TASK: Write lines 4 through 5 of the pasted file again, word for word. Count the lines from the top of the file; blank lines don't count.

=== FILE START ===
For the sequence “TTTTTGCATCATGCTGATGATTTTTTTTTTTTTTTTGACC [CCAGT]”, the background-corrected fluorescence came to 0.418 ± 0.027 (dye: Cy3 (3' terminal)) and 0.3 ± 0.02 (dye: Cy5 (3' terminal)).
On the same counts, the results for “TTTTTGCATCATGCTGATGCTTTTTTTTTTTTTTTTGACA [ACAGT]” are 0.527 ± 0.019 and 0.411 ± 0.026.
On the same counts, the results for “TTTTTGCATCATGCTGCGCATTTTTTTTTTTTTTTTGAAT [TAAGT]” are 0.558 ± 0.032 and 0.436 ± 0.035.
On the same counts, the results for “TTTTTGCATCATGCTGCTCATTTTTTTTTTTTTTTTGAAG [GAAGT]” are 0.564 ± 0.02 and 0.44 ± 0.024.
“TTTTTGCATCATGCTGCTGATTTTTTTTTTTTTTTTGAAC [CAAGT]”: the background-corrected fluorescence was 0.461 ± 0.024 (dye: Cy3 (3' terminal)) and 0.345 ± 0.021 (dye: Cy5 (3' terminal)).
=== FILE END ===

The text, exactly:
On the same counts, the results for “TTTTTGCATCATGCTGCTCATTTTTTTTTTTTTTTTGAAG [GAAGT]” are 0.564 ± 0.02 and 0.44 ± 0.024.
“TTTTTGCATCATGCTGCTGATTTTTTTTTTTTTTTTGAAC [CAAGT]”: the background-corrected fluorescence was 0.461 ± 0.024 (dye: Cy3 (3' terminal)) and 0.345 ± 0.021 (dye: Cy5 (3' terminal)).